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Coyotes Prowling Streets of Santa Monica

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By Jorge Casuso

September 7, 2012 -- Coyotes were sighted early Tuesday and Wednesday morning in Santa Monica, according to police, and posters for missing pets have been cropping up in the north side of the city.

Three coyotes were caught on camera near Santa Monica-UCLA Medical Center near Wilshire Boulevard and 16th Street early Tuesday morning, and two coyotes were sighted early Wednesday morning, said Sgt. Richard Lewis.

"They were headed back home," said Sgt. Richard Lewis, the police department spokesman, saying the coyotes were seen headed north.

A resident who lives near the area where the wild dogs were sighted told The Lookout she had coyotes travelling up Wilshire as early as 11 p.m. as well as in neighborhoords north of the boulevard.

"I have seen more and more posters about missing cats as well as the remains of some while walking my dog during early-morning hours," said Susan Marraffa, who lives near 17th Street and California Avenue.

Last year Santa Monica Police issued a bulletin after at least 14 coyote sightings were reported, and the deaths of two family pets were attributed to coyote attacks. ("Urban Coyotes on the Prowl in Santa Monica," October 19, 2011)

The sightings of coyotes -- which ranged throughout the city -- have been attributed to the city's proximity to the Santa Monica Mountains National Recreation Area, the country’s largest (153,000 acres) urban national park.

Most coyotes will stay within three square miles or so of their birthplace and will leave safe mountainous confines for urban neighborhoods to forage, driven by the scarcity of available food following drought and fires, police said.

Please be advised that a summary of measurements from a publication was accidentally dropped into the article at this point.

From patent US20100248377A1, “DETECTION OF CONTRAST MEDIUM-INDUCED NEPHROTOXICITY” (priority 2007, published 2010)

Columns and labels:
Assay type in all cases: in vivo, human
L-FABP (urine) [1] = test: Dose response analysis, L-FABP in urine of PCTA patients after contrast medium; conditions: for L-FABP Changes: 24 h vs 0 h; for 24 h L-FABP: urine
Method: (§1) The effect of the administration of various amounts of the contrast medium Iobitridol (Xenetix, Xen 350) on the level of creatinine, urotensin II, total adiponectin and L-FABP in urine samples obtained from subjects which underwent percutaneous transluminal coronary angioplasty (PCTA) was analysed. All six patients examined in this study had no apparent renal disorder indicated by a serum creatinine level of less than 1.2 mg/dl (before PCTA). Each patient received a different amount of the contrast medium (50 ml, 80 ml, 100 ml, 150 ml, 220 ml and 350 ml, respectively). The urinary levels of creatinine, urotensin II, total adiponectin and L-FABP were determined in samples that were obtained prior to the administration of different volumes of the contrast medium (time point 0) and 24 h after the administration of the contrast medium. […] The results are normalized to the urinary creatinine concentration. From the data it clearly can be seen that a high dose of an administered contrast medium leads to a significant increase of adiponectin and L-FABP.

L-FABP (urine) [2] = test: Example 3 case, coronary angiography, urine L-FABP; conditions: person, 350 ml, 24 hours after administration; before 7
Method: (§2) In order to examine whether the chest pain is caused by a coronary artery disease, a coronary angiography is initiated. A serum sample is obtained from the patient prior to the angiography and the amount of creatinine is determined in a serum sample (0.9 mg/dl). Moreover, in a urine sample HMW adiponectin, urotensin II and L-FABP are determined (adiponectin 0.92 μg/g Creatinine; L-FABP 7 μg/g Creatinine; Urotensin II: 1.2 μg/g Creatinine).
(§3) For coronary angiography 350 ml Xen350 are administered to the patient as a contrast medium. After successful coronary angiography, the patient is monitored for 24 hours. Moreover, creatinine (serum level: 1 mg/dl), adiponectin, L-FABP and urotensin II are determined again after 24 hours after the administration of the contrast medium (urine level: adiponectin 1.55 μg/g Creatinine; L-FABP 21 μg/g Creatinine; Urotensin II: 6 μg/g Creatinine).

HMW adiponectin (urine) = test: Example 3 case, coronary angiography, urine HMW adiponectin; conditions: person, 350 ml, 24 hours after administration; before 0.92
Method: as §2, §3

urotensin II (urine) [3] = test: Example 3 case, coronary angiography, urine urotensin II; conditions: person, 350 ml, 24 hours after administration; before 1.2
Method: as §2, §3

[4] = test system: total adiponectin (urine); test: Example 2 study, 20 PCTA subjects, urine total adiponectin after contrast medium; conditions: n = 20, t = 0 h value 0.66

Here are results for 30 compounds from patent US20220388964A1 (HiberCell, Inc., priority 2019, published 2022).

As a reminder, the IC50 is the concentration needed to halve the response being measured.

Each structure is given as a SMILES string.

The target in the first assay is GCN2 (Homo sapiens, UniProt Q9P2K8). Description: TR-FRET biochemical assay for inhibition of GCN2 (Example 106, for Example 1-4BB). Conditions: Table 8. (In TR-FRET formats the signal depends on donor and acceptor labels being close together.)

“Coyotes have a wide territorial range and will go farther south in search of food and water,” Lewis told The Lookout last year. “It doesn’t leave them as much time to return to shelter, so they’re frequently seen in early morning hours.”

Lewis said that coyotes are truly adaptable animals that don’t shy away from urban areas, if the “hunting” is good and can easily hop a five-foot tall fence.

Residents can take the following precautions to keep coyotes off their properties:

  • Secure garbage can lids.

  • Rinse bottles for recycling and keep compost bins covered well.

  • Spray ammonia in trashcans several times a week and consider motion-activated devices such as lights or sprinklers.

  • Don’t feed pets or leave pet food outside – even birdseed – or bring their bowls in at night, even in a fenced yard.

Most importantly, small dogs and cats should not be left outside at night and young children should not be left unattended in areas coyotes have been seen. A three-year-old Glendale girl was dragged from her driveway by a coyote and killed in 1981.

And if you find yourself confronted by a coyote, respond aggressively by making noise, stomping your feet or throwing something at them, police said.

Don’t stare coyotes in the eyes since, like domesticated dogs, they will take that as a challenge and don’t corner them, police said. If you spot a coyote, call 911.

For more information on coyotes in urban areas, visit the SMPD website, which includes a reference guide with tips on how to coexist with local wildlife.

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